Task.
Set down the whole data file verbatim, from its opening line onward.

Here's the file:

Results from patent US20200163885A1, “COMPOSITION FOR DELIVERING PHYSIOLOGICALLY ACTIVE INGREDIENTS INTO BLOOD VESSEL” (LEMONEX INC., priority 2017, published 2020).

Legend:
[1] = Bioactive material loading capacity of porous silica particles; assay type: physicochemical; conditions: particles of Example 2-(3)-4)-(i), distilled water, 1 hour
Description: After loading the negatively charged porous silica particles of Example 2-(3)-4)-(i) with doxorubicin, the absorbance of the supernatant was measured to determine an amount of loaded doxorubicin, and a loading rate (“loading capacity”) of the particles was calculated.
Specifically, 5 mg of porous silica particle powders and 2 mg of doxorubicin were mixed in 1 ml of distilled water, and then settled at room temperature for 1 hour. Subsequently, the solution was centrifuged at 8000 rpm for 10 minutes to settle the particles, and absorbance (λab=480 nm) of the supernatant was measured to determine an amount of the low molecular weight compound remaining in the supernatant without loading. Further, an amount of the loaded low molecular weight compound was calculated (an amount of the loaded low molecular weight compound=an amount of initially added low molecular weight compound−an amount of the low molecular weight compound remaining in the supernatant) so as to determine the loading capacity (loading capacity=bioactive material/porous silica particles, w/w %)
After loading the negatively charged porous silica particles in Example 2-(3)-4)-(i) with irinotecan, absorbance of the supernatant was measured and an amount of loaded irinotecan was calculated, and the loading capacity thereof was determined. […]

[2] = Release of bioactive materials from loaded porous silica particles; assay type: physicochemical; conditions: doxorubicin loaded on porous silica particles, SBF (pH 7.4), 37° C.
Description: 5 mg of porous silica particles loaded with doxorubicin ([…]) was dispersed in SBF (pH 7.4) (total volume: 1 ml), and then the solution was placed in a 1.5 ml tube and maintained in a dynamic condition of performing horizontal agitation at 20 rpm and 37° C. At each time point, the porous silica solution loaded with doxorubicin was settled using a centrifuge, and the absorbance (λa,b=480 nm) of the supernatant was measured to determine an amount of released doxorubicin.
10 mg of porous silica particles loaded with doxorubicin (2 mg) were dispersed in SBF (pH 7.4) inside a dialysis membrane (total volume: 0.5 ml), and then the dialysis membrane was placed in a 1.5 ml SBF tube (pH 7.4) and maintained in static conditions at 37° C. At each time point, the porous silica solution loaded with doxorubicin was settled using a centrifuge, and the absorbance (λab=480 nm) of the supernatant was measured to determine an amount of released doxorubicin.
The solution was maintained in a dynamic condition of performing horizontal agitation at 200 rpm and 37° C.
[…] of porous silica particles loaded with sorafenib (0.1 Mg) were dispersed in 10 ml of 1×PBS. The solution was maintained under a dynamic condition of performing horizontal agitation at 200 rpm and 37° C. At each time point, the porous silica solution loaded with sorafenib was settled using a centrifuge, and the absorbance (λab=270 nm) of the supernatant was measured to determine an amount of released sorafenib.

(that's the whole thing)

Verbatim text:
Results from patent US20200163885A1, “COMPOSITION FOR DELIVERING PHYSIOLOGICALLY ACTIVE INGREDIENTS INTO BLOOD VESSEL” (LEMONEX INC., priority 2017, published 2020).

Legend:
[1] = Bioactive material loading capacity of porous silica particles; assay type: physicochemical; conditions: particles of Example 2-(3)-4)-(i), distilled water, 1 hour
Description: After loading the negatively charged porous silica particles of Example 2-(3)-4)-(i) with doxorubicin, the absorbance of the supernatant was measured to determine an amount of loaded doxorubicin, and a loading rate (“loading capacity”) of the particles was calculated.
Specifically, 5 mg of porous silica particle powders and 2 mg of doxorubicin were mixed in 1 ml of distilled water, and then settled at room temperature for 1 hour. Subsequently, the solution was centrifuged at 8000 rpm for 10 minutes to settle the particles, and absorbance (λab=480 nm) of the supernatant was measured to determine an amount of the low molecular weight compound remaining in the supernatant without loading. Further, an amount of the loaded low molecular weight compound was calculated (an amount of the loaded low molecular weight compound=an amount of initially added low molecular weight compound−an amount of the low molecular weight compound remaining in the supernatant) so as to determine the loading capacity (loading capacity=bioactive material/porous silica particles, w/w %)
After loading the negatively charged porous silica particles in Example 2-(3)-4)-(i) with irinotecan, absorbance of the supernatant was measured and an amount of loaded irinotecan was calculated, and the loading capacity thereof was determined. […]

[2] = Release of bioactive materials from loaded porous silica particles; assay type: physicochemical; conditions: doxorubicin loaded on porous silica particles, SBF (pH 7.4), 37° C.
Description: 5 mg of porous silica particles loaded with doxorubicin ([…]) was dispersed in SBF (pH 7.4) (total volume: 1 ml), and then the solution was placed in a 1.5 ml tube and maintained in a dynamic condition of performing horizontal agitation at 20 rpm and 37° C. At each time point, the porous silica solution loaded with doxorubicin was settled using a centrifuge, and the absorbance (λa,b=480 nm) of the supernatant was measured to determine an amount of released doxorubicin.
10 mg of porous silica particles loaded with doxorubicin (2 mg) were dispersed in SBF (pH 7.4) inside a dialysis membrane (total volume: 0.5 ml), and then the dialysis membrane was placed in a 1.5 ml SBF tube (pH 7.4) and maintained in static conditions at 37° C. At each time point, the porous silica solution loaded with doxorubicin was settled using a centrifuge, and the absorbance (λab=480 nm) of the supernatant was measured to determine an amount of released doxorubicin.
The solution was maintained in a dynamic condition of performing horizontal agitation at 200 rpm and 37° C.
[…] of porous silica particles loaded with sorafenib (0.1 Mg) were dispersed in 10 ml of 1×PBS. The solution was maintained under a dynamic condition of performing horizontal agitation at 200 rpm and 37° C. At each time point, the porous silica solution loaded with sorafenib was settled using a centrifuge, and the absorbance (λab=270 nm) of the supernatant was measured to determine an amount of released sorafenib.